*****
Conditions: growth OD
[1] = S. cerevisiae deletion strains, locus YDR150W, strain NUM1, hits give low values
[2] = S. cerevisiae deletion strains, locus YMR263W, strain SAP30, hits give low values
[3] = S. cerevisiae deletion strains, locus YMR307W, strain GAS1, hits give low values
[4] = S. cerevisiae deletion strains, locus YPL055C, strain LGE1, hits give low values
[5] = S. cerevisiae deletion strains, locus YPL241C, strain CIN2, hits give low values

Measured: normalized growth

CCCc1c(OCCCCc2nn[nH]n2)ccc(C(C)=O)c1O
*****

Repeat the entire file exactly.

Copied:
Conditions: growth OD
[1] = S. cerevisiae deletion strains, locus YDR150W, strain NUM1, hits give low values
[2] = S. cerevisiae deletion strains, locus YMR263W, strain SAP30, hits give low values
[3] = S. cerevisiae deletion strains, locus YMR307W, strain GAS1, hits give low values
[4] = S. cerevisiae deletion strains, locus YPL055C, strain LGE1, hits give low values
[5] = S. cerevisiae deletion strains, locus YPL241C, strain CIN2, hits give low values

Measured: normalized growth

CCCc1c(OCCCCc2nn[nH]n2)ccc(C(C)=O)c1O